Keeping your screen brightly lit at all times can really be a battery drain. Go to Settings > Brightness & Wallpaper and set the brightness slider to the lowest you’re comfortable with. Then enable Auto-Brightness, which will automatically make the screen darker or lighter in response to current lighting conditions. You can — and should! — also reduce screen drain by setting your phone’s screen lock to kick on as quickly as possible, reducing the amount of time the screen is needlessly lit. Go to Settings > General > Auto-Lock and set it to 1 minute.

Turn off Notifications

It’s handy to get notifications when an app wants to tell you something, but it also means that your iPhone is always keeping track of the app, which burns battery. And worse, a lock screen notification popping up will light up your screen for a minute to show it to you —  like we said above, keeping the screen lit can be a significant battery drain. You can turn off notifications for individual apps under Settings > Notifications. Most apps are pretty notification happy. We suggest disabling notifications for anything that’s not important  and especially disabling lock screen notifications by turning off View in Lock Screen under the app’s notification settings.

Disable Wi-Fi

If you aren’t using Wi-Fi, turn it off — otherwise your phone is constantly checking for available Wi-Fi networks and draining your battery in the process. You can disable Wi-Fi under Settings > Wi-Fi, but don’t forget to turn it back on again when you need it, or you’ll regret it when you see your next wireless bill!  If you don’t need any kind of data service (or if you’re in an area where you aren’t getting a good signal), you can save a lot of battery life by turning on Airplane Mode under Settings. This disables Bluetooth, Wi-Fi and cellular service, cutting off the worst battery drainers.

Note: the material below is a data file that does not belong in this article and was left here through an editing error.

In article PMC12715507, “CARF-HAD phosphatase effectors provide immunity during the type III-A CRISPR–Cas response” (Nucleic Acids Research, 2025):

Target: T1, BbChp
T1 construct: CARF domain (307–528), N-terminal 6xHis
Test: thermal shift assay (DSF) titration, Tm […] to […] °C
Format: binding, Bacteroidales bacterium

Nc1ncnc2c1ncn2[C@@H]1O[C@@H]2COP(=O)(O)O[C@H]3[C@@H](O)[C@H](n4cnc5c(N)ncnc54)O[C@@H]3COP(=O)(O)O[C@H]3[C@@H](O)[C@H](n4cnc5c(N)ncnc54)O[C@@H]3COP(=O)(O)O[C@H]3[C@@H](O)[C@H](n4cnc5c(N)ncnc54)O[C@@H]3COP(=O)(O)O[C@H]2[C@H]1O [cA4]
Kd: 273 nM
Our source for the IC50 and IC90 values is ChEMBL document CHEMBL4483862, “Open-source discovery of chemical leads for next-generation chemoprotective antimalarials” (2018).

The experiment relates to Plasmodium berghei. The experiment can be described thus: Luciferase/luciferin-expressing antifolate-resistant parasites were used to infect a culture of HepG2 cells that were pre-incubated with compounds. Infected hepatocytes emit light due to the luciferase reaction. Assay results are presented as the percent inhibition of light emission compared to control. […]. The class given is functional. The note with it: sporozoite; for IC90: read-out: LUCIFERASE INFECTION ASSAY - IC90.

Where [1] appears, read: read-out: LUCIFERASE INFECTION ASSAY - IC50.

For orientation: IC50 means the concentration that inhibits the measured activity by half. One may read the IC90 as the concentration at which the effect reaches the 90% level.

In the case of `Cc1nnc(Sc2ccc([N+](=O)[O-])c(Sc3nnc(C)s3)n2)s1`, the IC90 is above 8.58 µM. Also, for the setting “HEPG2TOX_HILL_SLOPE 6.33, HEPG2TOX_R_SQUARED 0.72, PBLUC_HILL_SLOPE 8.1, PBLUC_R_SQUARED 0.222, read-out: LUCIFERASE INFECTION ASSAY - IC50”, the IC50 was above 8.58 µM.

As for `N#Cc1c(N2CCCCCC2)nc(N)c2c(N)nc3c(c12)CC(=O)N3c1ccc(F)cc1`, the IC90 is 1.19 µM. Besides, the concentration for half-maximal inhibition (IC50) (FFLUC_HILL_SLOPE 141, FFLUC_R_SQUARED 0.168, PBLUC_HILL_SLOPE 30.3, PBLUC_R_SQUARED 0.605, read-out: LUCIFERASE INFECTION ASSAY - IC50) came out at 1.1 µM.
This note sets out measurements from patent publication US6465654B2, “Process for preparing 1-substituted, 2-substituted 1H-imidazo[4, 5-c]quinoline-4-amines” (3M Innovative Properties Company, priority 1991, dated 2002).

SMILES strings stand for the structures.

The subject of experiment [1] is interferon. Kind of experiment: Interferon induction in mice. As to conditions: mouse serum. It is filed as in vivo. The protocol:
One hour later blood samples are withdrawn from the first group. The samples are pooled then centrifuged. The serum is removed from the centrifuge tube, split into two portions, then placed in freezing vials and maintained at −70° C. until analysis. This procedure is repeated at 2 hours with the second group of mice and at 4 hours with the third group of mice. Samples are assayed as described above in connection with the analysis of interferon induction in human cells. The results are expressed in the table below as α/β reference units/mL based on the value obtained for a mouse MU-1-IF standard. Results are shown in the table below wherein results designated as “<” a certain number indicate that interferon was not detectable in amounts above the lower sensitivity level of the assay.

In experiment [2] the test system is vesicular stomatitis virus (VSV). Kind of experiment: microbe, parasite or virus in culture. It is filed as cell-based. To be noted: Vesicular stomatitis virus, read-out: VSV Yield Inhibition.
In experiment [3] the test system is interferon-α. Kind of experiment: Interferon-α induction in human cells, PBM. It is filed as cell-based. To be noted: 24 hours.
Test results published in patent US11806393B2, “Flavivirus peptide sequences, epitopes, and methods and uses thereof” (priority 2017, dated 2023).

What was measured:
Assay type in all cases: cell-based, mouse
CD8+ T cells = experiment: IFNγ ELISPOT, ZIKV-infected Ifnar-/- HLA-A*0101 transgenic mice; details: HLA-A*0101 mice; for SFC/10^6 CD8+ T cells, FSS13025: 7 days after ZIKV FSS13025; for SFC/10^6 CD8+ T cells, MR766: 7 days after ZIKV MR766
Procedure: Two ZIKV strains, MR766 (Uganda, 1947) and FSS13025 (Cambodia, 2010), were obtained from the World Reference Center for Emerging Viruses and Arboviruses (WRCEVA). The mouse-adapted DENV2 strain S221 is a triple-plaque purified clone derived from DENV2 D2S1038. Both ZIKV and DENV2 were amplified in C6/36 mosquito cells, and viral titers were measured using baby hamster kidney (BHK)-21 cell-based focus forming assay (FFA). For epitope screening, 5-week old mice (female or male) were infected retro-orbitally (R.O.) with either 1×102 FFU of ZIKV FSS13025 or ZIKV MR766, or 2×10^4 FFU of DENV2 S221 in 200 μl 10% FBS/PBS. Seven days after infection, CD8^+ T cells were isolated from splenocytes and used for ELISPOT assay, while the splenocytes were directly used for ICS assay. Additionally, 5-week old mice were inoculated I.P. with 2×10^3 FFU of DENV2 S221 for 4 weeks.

Check Your Email Less Often

Many of us use our phones to keep tabs on our email accounts, but how often you check your email can take a major toll on your battery life. The iPhone lets you set up new mail to be automatically pushed down to your phone (though not all email services support this) or fetched from the mail server at certain intervals. As push mail is a constant connection, you’ll get better battery life by fetching mail at intervals — and the less frequent the interval, the better your battery life. To change how often your phone is checking your email, go to Settings > Mail, Contacts, Calendars > Fetch New Data. For best battery life, turn Push off and reduce your Fetch interval or set it to Manual. Under Advanced, you can also select certain account to Fetch versus Push, if you really need mail from a specific account..

Keep Charged!

Instead of waiting for your battery to run dry, plug it in when you’re at your desk at work or in the car. Even a few minutes worth of charging could make the difference.

There’s an app for that!

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There are a lot of apps that claim to help improve your battery and, while none of them will work miracles, the best can certainly help you make the most of your battery. Here are some of our favorites:

Battery Doctor

This app will show you the time left on your battery and let you see how much more battery life you’ll get by tweaking different system settings, like disabling Wi-Fi and location services. This free app also lets you know which of your apps burn the most power (just click More and then DischargeRank), all presented in a clean and easy to read interface.

Price: free on iTunes.

Onavo Count